Bug #9723

#size does not trigger evaluation of lazy enumerator.

Added by Zeke Fast 11 months ago. Updated 11 months ago.

[ruby-core:61942]
Status:Rejected
Priority:Normal
Assignee:Marc-Andre Lafortune
ruby -v:2.1.1 Backport:2.0.0: UNKNOWN, 2.1: UNKNOWN

Description

Here is the code which shows weird behariour

Steps to reproduce

$ irb
2.1.1 :001 > [1, 2, 3].lazy.select{ |e| e%2 == 1}.size
=> nil
2.1.1 :002 > [1, 2, 3].lazy.select{ |e| e%2 == 1}.to_a
=> [1, 3]
2.1.1 :003 > [1, 2, 3].lazy.size
=> 3

Expected

[1, 2, 3].lazy.select{ |e| e%2 == 1}.size
to return number of elements like [1, 2, 3].lazy.size did.

Actual

[1, 2, 3].lazy.select{ |e| e%2 == 1}.size returns nil.

Environment

Ruby: ruby 2.0.0p457 (2014-03-03) [x86_64-linux-gnu]
RVM: rvm 1.25.22 (stable) by Wayne E. Seguin wayneeseguin@gmail.com, Michal Papis mpapis@gmail.com [[https://rvm.io/]]
OS: Linux xxxxxx 3.13-1-amd64 #1 SMP Debian 3.13.7-1 (2014-03-25) x86_64 GNU/Linux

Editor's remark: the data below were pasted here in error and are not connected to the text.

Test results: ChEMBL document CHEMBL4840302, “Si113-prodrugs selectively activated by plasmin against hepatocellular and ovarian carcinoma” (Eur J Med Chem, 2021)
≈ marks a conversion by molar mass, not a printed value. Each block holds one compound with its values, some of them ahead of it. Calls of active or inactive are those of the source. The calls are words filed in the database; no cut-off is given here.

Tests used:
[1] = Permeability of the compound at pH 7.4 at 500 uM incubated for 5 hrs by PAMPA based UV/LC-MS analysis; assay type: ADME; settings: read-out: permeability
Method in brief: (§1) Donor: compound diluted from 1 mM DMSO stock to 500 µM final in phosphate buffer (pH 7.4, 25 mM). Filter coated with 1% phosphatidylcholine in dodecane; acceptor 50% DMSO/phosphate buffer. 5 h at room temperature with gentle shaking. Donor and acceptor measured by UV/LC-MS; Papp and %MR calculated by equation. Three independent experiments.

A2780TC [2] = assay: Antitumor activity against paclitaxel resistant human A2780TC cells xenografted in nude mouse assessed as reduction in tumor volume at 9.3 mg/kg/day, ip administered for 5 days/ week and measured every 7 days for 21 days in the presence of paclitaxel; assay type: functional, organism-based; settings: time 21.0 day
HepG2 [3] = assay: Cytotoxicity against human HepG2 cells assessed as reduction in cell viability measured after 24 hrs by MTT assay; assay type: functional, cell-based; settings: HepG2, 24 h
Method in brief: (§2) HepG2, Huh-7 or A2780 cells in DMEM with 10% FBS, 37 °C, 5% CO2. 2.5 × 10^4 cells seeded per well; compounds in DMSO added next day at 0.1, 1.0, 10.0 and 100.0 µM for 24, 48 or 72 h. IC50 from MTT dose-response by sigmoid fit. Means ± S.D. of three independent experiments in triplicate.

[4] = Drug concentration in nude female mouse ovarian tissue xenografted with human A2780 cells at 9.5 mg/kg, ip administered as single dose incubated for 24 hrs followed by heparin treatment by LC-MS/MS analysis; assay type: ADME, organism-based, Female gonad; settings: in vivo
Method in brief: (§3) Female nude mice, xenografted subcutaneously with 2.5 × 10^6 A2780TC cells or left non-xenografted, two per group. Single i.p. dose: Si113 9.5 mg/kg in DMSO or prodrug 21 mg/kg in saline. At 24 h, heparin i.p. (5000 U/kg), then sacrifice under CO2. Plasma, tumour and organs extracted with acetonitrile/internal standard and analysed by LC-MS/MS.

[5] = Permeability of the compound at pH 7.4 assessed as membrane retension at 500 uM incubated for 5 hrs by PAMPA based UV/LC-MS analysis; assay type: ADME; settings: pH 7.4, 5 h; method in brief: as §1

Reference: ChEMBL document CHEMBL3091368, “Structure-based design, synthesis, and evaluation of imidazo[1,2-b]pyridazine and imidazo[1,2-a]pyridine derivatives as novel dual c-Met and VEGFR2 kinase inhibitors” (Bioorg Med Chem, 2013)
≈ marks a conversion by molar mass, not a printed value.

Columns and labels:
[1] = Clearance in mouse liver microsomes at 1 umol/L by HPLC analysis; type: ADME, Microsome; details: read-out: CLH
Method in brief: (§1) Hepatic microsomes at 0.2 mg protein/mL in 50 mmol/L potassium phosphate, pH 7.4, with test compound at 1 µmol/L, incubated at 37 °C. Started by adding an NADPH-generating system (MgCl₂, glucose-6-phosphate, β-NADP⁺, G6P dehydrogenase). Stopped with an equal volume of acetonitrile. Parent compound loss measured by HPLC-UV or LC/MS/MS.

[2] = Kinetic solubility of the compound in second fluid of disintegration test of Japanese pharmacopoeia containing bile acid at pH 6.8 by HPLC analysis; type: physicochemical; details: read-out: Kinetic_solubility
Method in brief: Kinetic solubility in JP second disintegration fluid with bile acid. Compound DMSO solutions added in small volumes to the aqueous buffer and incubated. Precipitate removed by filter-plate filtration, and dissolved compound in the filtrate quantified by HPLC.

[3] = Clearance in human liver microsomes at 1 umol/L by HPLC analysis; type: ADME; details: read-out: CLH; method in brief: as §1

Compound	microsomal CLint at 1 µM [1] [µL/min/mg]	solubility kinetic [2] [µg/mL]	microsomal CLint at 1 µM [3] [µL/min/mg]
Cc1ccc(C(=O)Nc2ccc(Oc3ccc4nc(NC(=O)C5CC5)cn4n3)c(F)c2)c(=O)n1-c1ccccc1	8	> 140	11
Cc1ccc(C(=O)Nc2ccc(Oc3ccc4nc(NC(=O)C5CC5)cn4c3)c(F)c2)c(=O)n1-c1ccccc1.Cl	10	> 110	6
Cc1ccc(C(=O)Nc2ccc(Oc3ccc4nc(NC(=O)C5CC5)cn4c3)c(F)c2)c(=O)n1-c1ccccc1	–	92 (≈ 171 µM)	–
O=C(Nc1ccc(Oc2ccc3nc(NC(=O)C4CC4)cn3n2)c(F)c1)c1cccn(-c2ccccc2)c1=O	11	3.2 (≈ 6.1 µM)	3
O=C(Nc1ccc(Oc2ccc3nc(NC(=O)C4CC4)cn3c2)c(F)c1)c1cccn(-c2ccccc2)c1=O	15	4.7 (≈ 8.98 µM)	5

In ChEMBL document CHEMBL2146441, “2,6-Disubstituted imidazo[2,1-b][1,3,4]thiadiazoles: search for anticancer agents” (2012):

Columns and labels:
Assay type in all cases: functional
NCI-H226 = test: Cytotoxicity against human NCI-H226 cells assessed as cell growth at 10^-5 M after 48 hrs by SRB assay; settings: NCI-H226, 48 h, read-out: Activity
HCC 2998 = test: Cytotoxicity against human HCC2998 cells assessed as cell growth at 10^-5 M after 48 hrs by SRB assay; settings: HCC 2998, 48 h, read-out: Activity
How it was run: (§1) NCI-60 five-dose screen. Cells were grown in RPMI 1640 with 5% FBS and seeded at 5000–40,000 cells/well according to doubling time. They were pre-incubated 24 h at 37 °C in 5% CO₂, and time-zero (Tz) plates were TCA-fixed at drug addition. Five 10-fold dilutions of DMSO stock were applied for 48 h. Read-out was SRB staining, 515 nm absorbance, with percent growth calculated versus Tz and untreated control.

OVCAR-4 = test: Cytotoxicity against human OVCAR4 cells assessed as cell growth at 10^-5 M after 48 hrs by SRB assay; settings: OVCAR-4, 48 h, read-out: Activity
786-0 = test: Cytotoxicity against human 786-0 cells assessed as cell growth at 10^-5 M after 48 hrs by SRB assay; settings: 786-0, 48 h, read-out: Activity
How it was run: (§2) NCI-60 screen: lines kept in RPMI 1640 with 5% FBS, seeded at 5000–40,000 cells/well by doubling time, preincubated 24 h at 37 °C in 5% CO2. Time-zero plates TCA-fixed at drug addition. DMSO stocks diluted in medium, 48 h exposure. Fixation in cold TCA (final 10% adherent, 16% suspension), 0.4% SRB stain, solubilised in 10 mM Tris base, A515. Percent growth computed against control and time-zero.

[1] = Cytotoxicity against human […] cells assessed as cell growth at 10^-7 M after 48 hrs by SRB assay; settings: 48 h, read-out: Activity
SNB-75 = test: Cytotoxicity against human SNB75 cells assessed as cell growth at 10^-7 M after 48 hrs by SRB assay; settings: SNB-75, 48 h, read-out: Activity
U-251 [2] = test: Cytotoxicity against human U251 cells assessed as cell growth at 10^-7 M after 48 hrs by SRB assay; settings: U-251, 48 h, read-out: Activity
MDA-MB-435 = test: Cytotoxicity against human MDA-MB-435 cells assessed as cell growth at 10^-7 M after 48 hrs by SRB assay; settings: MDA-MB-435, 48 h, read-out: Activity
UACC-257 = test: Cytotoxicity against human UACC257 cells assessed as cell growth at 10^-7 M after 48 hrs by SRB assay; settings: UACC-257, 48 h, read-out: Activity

History

#1 Updated by Marc-Andre Lafortune 11 months ago

  • Status changed from Open to Rejected
  • Assignee set to Marc-Andre Lafortune

The purpose of size is to return the number of elements yielded by an Enumerator without consuming it, i.e. without iterating it.

If enum.size returns an integer, than enum.size == enum.to_a.size must be true.

In your first example, size would have to return 2, which is not possible to do lazily. Use count to do an actual count.

#2 Updated by Zeke Fast 11 months ago

Thank you!

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